Following twenty years in a private collection, this week two special paintings by George Rodrigue hang for the first time ever in New Orleans. See Lacoste Lineup (1991) and Spooked by Bourré (1993) on view for a limited time at Rodrigue Studio in the French Quarter. The story behind these paintings is one of the most fascinating in George’s painting development-
In the summer of 1991, George rented a commercial space in Carmel-by-the-Sea, California. Downtown rental property was at a premium and rarely available, and he required City Council approval to convert the former dentist’s office into an art gallery.
The narrow, deep space seemed at first awkward for Galerie Blue Dog, and it relied primarily on artificial light. Its only window stretched 82 inches across, facing 6th Avenue, one block behind the main drag of Ocean Avenue. Attracting attention would be difficult — especially that of art enthusiasts who might merely glimpse George’s gallery from the corner as they walked to the well-known street.
I remember the scene well. George stretched two canvases the exact width of the window, allowing space for a small display underneath. Facing inside, he painted a moonscape, with two dogs staring across the long gallery from above. Facing outside, he painted Lacoste Lineup, his first artwork created in California since his student projects at the Art Center College of Design in 1960s Los Angeles.
(pictured: Lacoste Lineup, 1991 by George Rodrigue, 36×82 inches, oil on canvas, on view now at Rodrigue Studio, New Orleans)
-be sure and click the photo to enlarge-
With its five Blue Dogs, Oak Trees, Swirling Suns, and Alligator, the painting announced a Cajun’s return to the West Coast, and the fulfillment of a dream he sought since Art School.
(pictured: George Rodrigue works on Lacoste Lineup on a patio in Carmel, California while his son Jacques and friend Shawn look on, 1991; click photos to enlarge-)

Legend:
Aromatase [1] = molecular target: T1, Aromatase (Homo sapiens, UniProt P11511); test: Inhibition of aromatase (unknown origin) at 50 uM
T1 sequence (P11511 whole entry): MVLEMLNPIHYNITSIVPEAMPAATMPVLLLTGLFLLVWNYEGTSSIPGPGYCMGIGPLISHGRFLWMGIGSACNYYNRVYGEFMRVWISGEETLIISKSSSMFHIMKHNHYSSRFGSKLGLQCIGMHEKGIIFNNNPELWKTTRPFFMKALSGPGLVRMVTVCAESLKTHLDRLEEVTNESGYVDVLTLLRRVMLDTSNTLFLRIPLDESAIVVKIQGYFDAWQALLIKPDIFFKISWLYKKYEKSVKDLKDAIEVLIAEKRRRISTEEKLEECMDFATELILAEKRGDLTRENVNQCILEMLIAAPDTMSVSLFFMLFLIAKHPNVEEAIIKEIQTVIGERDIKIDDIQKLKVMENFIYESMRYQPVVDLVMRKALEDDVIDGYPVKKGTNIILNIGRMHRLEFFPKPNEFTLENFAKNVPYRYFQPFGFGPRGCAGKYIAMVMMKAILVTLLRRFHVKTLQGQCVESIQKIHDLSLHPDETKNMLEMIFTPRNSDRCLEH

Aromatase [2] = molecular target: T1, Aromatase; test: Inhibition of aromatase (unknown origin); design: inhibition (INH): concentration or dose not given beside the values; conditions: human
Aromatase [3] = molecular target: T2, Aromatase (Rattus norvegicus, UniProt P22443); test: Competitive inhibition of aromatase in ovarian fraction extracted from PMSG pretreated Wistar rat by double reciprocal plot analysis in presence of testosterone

Today Rodrigue Studio Carmel occupies a brightly lit location on busy Dolores Street near the corner of Ocean Avenue. Rodrigue continued to paint for the gallery and its windows, but he enjoyed more flexibility in the larger space. By 2000 we owned a home in nearby Carmel Valley and George painted most of his artwork, whether for Carmel or New Orleans, in his studio there, preferring the quiet inspiration of the Santa Lucia Mountains to the hectic pace of his otherwise public life.
In 1986 seventeen hatchlings became the first white alligators ever recorded, when they were found by chance in the Louisiana swamps. The Louisiana Land and Exploration Company discovered the 9-inch babies in their nest, rescuing them before predators took notice of the glowing animals.
Now full-grown and on view at several habitats across the United States, including the Audubon Zoo in New Orleans, the alligators are not albinos, but rather have a rare genetic condition called leucism. Their piercing blue eyes contribute to their exotic appearance and mystique.
George, like many, was fascinated by this remarkable discovery and viewed the alligators often, eventually painting Spooked by Bourré in 1993 — his only painting ever of a white alligator. He called the alligator in his painting Bourré after one of the young white alligators named after the popular Cajun card game and now living in a south Florida zoo.
George painted this mysteriously-colored alligator and its Florida palm tree alongside his own mysteriously-colored Blue Dog and his Louisiana live oak.
See Spooked by Bourré (1993, 24×20 inches) and Lacoste Lineup, two unique paintings within a private collection for twenty-plus years, and now on view for a limited time at Rodrigue Studio and for the first time ever in New Orleans-
-sadly, Spots, one of the original hatchlings who lived at the Audubon Aquarium since 1990, and a brother to Bourré, passed away at the age of 28 in September 2015-
-for a related post and paintings see “Alligator Crossing” linked here–
-join me at the Bayou Teche Museum in George Rodrigue’s hometown of New Iberia, Louisiana, on Thursday, January 28th, 2016 for the unveiling of his “Saga of the Acadians“; for tickets and info call (337) 606-5977-
-please join me on Instagram at wendy.rodrigue ….I think I get it now-